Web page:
The HUBZone Mapping Application assists you in finding out whether or not a particular business location or employee residential location is within a HUBZone. You can also use HUBZone Mapping to find out what HUBZone areas are found within a larger area of interest.
If you have the street address of a location of interest, simply enter it in the form at the top of the page.
HUBZone Mapping will find that address and zoom the map to street level to display it, while generating a description of whether the location is in a Qualified Census Tract, a HUBZone non-metropolitan county, or other HUBZone area, such as a de-commissioned former military base, an Indian Land area, or a HUD-defined Difficult Development Area (outside the continental US). This action will also pop up an “info table,” which will have a tab for the tract and county within which the address is located, and additional tabs of information for any other HUBZone qualified area(s) that surround the location.
You can also use the map navigation tools at the top left of the Map to pan and zoom to an area of interest. Then you can determine eligibility either by looking at the Map’s color themes or by clicking at a point on the map with the blue “I” button (in the upper left hand corner of the map) to generate the result. If you have clicked on a point that is near a street, and that block’s data is complete (with address ranges as most are) HUBZone Mapping will “reverse geocoded,” i.e., fill in the address form (at the top) with the street address and zip code.
HUBZone Mapping uses the U.S. Census Bureau’s street dataset from the Topologically Integrated Geographic Encoding and Referencing system (TIGER). Read more about TIGER at:
Non-metropolitan counties have many roadways that are known by both local street names, and by township, county, state, or US highway names. For each section of road in its network, TIGER has a name, and sometimes an alternate name. You may need to try a few variations on your address to find the matching name. For example, if your address is “3365 Hwy 44”, and Highway 44 is a state highway, try entering “3365 State Hwy 44” if HUBZone Mapping reports that it cannot find the address.
The Census Bureau has steadily improved the address location capability of the free, public domain-sourced TIGER streets; but sometimes TIGER geocoding fails to locate certain addresses. Specifically, addresses that are on the boundaries of census tracts and counties may not be accurately enough plotted to correctly determine their location in one tract/county or the other. Often the other side of the same street may be in another tract and/or county. When the geocoding results seem incorrect, you may wish to use the HUBZone Mapping ‘s Coordinate Input functionality. Please see “Using Location Enabled Browsing” below.
Again, the map navigation tools may help you to zoom into an area of interest, from statewide, to street level. You can use the legend and its map color themes to identify qualified counties, census tracts, or other HUBZone areas.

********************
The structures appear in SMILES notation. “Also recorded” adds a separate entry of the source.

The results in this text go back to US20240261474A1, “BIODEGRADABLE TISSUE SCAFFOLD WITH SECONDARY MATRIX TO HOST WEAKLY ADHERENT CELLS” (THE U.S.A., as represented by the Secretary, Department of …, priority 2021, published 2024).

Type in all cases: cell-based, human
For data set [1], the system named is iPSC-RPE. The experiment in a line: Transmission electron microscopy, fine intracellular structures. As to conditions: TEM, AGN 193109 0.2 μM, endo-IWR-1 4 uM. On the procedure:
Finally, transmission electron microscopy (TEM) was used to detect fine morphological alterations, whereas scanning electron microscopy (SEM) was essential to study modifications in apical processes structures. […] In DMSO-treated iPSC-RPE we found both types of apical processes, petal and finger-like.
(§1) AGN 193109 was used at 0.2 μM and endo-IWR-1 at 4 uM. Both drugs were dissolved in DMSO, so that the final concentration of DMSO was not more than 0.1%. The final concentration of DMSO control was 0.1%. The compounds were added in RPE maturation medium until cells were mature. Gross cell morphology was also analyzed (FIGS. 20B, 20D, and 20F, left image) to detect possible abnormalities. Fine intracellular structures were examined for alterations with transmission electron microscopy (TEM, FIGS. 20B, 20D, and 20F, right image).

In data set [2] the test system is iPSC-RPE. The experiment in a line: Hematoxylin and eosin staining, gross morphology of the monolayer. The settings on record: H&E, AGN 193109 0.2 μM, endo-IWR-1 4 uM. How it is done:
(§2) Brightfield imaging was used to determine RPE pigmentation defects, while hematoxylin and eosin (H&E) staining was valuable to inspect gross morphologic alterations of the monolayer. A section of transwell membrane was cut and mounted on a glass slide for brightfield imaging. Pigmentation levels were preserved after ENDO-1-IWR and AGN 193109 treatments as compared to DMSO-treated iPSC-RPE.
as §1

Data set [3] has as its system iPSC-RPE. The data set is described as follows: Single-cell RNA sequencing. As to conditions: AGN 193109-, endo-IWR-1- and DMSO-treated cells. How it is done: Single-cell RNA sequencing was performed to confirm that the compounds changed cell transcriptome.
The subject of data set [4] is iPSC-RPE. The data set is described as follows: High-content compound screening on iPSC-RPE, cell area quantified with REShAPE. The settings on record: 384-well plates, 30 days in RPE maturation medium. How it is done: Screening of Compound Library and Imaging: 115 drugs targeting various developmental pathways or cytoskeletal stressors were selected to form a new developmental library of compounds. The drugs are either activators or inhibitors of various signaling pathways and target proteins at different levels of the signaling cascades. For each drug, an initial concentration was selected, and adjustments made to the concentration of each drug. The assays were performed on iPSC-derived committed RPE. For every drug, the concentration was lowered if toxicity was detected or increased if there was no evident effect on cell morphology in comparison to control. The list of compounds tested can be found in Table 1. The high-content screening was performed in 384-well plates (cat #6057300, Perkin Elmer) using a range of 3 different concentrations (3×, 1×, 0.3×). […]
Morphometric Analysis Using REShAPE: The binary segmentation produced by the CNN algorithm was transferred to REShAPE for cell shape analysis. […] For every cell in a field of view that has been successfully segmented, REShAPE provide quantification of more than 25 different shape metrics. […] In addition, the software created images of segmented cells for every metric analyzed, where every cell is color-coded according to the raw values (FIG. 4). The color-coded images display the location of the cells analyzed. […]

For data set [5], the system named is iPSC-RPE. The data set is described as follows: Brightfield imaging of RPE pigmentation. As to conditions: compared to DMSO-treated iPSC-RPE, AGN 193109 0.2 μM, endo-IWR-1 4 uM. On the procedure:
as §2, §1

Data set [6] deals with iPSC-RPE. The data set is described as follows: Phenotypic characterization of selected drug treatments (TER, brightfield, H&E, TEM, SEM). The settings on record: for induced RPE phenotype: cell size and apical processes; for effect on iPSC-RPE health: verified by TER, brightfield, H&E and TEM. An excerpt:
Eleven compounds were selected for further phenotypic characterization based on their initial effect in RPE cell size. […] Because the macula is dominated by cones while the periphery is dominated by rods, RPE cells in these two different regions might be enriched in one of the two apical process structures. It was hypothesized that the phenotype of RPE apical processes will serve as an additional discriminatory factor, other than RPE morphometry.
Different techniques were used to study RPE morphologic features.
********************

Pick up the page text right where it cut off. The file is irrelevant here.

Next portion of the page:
You may also search counties or states for a table of HUBZone areas. For example, once you have clicked on an area of the map with the “info” tool, and received the HUBZone eligibility result, a “Find” form will appear with a “popdown” menu of states and counties, linked to the location you clicked. You can then choose another county or new state and county. The new location will be analyzed while a description and information table will appear.
Now you can either search the current county for Qualified Tracts or other HUBZone areas, or use the “Go” button to direct the map to display that county (or the whole state, if you have chosen “All Counties).
If you select “All Counties”, a new “Find” button will appear that allows you to search statewide for HUBZone eligible counties. All other “Find” actions will search the entire state for other HUBZone areas.
When you search a county or state for HUBZone areas, the result will be an interactive table. You can sort the results by any of its columns by clicking on the column header.
You can zoom to a HUBZone area in the table by double-clicking on its row.
HUBZone Mapping will also accept GPS decimal longitude and latitude input for a location inquiry. To enter coordinates, click on the link “Coordinate Input.”
The address form will be replaced by a form that accepts coordinates, along with a “Reset” button to clear the input. If your web browser supports geolocation, you may be asked if the browser can use your current location. If you agree, you will see a “Refresh” button, and (sometimes after a short pause) you will see the Longitude and Latitude form fields filled with the most accurate location your browser can determine.
If you click “Find,” the map will zoom to the location determined, and you should be able to verify the level of accuracy. To assist in verifying the accuracy, click the Address Input link to return to the address form and see the street address found by “reverse geocoding” your location.
As an alternative, you may be able to record GPS coordinates for your location with a cell phone or auto navigation system, and enter the values into the form manually.